Your employees turn every idea into reality including your mission, vision, and objectives. They are the ones shaping an excellent culture at your company. If they don’t participate you can’t create a brand that shines. Here are some ways you can include them:

Set the right message: 
Use phrases/words that get incorporated into your enterprise lingo as a mode to define values and working experience at your company. Make the messaging simple, understandable, and unique. 

Highlight your employees: 
Candidates more often than not check other employee profiles after locating a new opportunity. That’s why you need to encourage your employees to keep their online profiles (on platforms like LinkedIn) updated so they appear up-to-date, polished, and eye-catching. 

You can also ask them to share their stories using their experience as well as knowledge and emerge as subject-matter experts. This results in your employers bringing positive attention to your brand which is in turn beneficial for your recruitment as a whole.

Transform your employees into a social recruiting force: 
You can ask your employees to:
Leave an honest but ideally not negative review about your company on company review sites like Glassdoor, job listing sites, and other relevant platforms where candidates visit to learn about the company.

Share job opportunities on their professional network. The reason – your employees have a 10 times larger network than your company’s.

To build a favorable employer brand, your employees will be assuming the role of unofficial recruiters and marketers. To support brand building you need to help your employees utilize social media networks like LinkedIn so they can represent themselves better and tell people about your company. 

You can ask your social media manager to pass the guidelines about where, and what needs to be posted.

Get the onboarding experience on-point: 
To turn your new team member into an efficient employee, the first 90 days play an important role. This is the chance to make an unforgettable impression by offering an effortless onboarding process. 
To support this, pass on the tools, instructions, and orientation required to get their work up and running and help them thrive in the workplace. 

Offer learning & development opportunities:
To save your recruitment costs, make your existing employees ready to promote them from within. And to make them ready, provide growth and professional development opportunities such as management and leadership training, special certifications, and an abundance of avenues for car.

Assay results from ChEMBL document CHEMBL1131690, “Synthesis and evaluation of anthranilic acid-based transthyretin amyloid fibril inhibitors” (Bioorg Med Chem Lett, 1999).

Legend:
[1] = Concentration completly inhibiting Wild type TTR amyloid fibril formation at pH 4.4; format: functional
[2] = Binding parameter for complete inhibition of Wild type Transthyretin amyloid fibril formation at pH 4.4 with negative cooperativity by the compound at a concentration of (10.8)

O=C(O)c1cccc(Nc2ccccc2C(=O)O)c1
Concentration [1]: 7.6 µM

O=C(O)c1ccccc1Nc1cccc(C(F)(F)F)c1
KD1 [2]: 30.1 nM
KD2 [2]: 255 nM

Step 6: Craft attractive job descriptions

Job posting, which is usually the first point of contact with candidates, can affect the employer brand and is a perfect way of promoting your brand. 
In order to make your brand shine amidst the masses, instead of using boring text like:

“Should exhibit strong communication abilities” 

You can use something interesting like:

“You’re the fearless phone warrior who thrives on dialing, not waiting for emails. ‘Cold call’ is just another challenge you conquer with a grin.”

This way you can grab attention and show your company’s personality along with promoting your employer brand effectively. Just make sure you SEO-optimize your job descriptions and use creativity only where necessary. 

4 Ps of Employer branding?

The 4 Ps of employer branding are:

  1. Purpose: This refers to the organization’s mission and values, and how they are communicated to employees. Employees want to work for a company that aligns with their personal values and has a sense of purpose beyond just making a profit.

  2. People: This refers to the organization’s culture and the people who work there. Employees want to work for a company where they feel valued, supported, and have opportunities for growth and development.

  3. Process: This refers to the organization’s approach to recruiting, hiring, and onboarding employees. Employees want a transparent and fair hiring process that allows them to showcase their skills and experience.

  4. Product: This refers to the organization’s products or services and how they impact society. Employees want to work for a company that creates meaningful and impactful products or services that they can be proud of.

Jump To Section

Frequently asked questions

Employer branding refers to the image and reputation of a company as an employer. It involves creating a unique identity for the company that reflects its values, culture, and the overall employee experience. The goal of employer branding is to attract top talent and retain current employees by creating a positive perception of the company as an employer.

Employer branding refers to the image and reputation of a company as an employer. It is the way a company presents itself to potential employees and the public, including its values, culture, and benefits. Employer branding is important because it can influence a candidate’s decision to apply for a job or accept an offer

Employer branding in HR refers to the process of promoting an organization as an employer of choice to attract and retain top talent. It involves creating a positive image of the organization in the minds of potential candidates and employees by highlighting its culture, values, mission, and benefits.

The role of HR in employer branding is crucial. HR professionals are responsible for creating and implementing strategies to attract and retain top talent. They play a key role in promoting the organization as an employer of choice by highlighting its culture, values, mission, and benefits. HR professionals work closely with marketing and communications teams to create and disseminate messaging that reflects the organization’s brand and values.